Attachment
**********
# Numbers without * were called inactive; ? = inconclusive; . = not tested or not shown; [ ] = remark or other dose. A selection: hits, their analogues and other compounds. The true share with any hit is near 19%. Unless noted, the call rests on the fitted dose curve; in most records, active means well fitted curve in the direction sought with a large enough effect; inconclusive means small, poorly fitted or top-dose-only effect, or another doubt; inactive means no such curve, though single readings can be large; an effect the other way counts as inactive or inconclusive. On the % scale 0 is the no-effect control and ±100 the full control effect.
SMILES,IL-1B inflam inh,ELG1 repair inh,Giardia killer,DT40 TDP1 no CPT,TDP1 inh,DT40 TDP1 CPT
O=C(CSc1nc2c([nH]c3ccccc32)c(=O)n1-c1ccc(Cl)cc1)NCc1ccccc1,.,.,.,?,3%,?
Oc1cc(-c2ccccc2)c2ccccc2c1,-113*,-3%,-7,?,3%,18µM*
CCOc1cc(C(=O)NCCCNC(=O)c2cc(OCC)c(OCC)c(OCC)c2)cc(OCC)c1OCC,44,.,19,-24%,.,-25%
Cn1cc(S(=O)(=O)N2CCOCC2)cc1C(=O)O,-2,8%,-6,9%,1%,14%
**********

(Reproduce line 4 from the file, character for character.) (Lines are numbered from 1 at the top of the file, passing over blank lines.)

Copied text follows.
Oc1cc(-c2ccccc2)c2ccccc2c1,-113*,-3%,-7,?,3%,18µM*